Trying to do some research related to SmartConnect. I understand the majority of how it works, however I have a question pertaining to the traffic flow. I'll try and lay this out, I'm more so looking as to how the communication flows.
All devices below are segmented via firewall:
IsilonNAS1 SIP (10.1.8.200)
Is this correct?
Laptop1 makes a content request sitting on the IsilonNAS1, DNS request goes from Laprop1 to DNSserver1, then DNSserver1 makes a request to IsilonNAS1, all over DNS\53. Does the Laptop1 ever make DNS queries directly at IsilonNAS1?
Is the SIP the same as the management IP address of the cluster? Can the SIP reside on a different network than the management network?
You have the flow down well. The only servers who should be talking to the SIP are DNS servers. Clients should not be talking to that address. Any client who does would just connect to the node that is running the SmartConnect service (usually the node with the lowest LNN with a network connection on that subnet).
There really isn't a specific management IP unless you define one. It's just not something officially defined in OneFS.
With respect to the placement of a SIP, what really matters is where the DNS servers live. Each subnet *can* have a SIP but it's not required. Each IP Pool needs to have a SmartConnect subnet defined, but that can be it's own subnet or another one. So it's entirely possible to have one SIP for the entire cluster even if that cluster has multiple subnets that don't route to each other. As long as the DNS servers that need to talk to the cluster can do so, that's all that is required. A SIP can hand out addresses from any IP pool to which is is assigned. So if you have a "management" subnet and that's where the DNS servers are connected, then the SIP on that management subnet can server IPs for any subnet on the cluster. Whether you need multiple SIPs or not really depends on your network design. The cluster can accommodate most designs these days, especially in 8.0+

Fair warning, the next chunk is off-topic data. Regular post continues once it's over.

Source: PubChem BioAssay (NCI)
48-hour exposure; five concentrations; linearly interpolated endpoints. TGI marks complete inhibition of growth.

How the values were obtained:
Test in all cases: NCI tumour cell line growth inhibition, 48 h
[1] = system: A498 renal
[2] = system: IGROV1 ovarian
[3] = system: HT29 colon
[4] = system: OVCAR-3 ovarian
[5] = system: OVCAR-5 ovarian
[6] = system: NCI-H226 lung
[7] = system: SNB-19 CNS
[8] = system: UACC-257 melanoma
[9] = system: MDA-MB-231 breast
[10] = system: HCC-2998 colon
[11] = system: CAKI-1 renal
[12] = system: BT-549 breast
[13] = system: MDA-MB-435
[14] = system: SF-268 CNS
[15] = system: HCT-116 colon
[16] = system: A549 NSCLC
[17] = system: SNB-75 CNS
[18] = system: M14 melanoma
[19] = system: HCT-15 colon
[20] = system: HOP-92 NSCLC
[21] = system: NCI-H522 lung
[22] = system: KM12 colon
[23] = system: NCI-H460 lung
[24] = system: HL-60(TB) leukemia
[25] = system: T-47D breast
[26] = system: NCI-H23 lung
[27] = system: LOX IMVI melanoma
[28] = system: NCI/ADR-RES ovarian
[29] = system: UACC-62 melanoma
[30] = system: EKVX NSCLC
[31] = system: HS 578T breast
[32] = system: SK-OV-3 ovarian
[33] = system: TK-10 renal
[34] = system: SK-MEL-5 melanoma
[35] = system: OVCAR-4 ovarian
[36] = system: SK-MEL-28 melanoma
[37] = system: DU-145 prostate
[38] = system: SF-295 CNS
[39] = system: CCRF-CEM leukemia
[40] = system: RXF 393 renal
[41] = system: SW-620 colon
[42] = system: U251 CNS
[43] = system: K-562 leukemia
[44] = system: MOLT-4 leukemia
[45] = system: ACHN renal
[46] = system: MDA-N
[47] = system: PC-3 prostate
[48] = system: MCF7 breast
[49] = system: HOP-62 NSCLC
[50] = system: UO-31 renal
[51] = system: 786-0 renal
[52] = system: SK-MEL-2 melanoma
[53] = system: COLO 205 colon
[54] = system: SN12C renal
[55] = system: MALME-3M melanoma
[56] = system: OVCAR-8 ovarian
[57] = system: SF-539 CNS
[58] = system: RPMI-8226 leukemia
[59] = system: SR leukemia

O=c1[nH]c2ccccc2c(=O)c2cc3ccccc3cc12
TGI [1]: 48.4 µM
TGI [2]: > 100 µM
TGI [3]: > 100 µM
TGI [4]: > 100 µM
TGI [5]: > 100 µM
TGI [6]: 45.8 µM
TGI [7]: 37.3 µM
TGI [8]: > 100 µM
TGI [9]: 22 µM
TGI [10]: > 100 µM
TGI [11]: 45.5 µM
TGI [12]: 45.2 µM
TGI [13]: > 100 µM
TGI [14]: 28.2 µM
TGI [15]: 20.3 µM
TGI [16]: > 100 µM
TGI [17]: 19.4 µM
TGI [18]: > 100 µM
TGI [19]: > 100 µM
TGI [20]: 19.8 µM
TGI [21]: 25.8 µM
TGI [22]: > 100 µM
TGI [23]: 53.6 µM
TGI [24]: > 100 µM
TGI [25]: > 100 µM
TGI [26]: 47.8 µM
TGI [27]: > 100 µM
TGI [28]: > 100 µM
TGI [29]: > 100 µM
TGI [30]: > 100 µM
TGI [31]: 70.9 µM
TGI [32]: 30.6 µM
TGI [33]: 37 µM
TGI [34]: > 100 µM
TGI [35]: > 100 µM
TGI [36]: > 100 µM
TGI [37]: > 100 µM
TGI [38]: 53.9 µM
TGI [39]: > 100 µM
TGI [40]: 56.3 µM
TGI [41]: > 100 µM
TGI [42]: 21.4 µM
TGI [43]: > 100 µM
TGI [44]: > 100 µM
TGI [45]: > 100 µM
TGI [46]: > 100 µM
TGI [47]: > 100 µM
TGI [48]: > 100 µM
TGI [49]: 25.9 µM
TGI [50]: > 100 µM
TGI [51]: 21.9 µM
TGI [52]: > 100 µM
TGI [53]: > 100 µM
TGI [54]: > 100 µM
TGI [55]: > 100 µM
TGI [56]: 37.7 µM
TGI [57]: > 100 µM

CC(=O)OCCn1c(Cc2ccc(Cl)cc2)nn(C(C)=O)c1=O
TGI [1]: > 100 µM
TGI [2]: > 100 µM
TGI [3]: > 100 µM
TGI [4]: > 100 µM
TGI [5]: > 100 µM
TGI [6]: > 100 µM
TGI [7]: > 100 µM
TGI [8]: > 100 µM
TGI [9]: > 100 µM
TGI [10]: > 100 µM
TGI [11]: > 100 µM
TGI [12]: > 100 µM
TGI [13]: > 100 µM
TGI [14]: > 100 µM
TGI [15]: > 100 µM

Hope this helps. There's a lot wrapped up in those questions, but I figured I'd give it a first shot.
I am really hesitant about having another "DNS" device on our network. I am on the security team and not directly involved with the product installation from the "use" standpoint. Is this all mandatory to have implemented?
It's not mandatory, but if you don't use the SIP, you will be required to manually balance the front-end client connections on your cluster. How easy this is will depend on the # of clients connecting to your cluster. If it helps, this is not a fully implemented DNS server. It will only answer simple A record lookups for the names of the SmartConnect zones so there's not much it can do from a security standpoint. You could always put the SIP on a private VLAN that only your DNS servers can reach if you're really concerned. Bad actors can't exploit what they can't reach.
It's not really a DNS "device". It is only authoritative for itself, meaning the SmartConnect zone names that you delegate to it in DNS. But if you want the cluster to function properly, it has to make the decisions about where to send the traffic, based upon which nodes are up, the load on each node, etc. It also then has the ability to control failover. I get that the first time many customers see SmartConnect they get very confused, and from time to time there is some resistance, but I've never seen a customer not implement it in the end.
I would strongly suggest you read this guide:
Disclaimer; I did write a substantial amount of it.
Isilon doesn’t have a management IP or management network. It’s managed in-band from any IP or interface in the system access zone. Read the document I linked to above this response, it has a section on that topic specifically.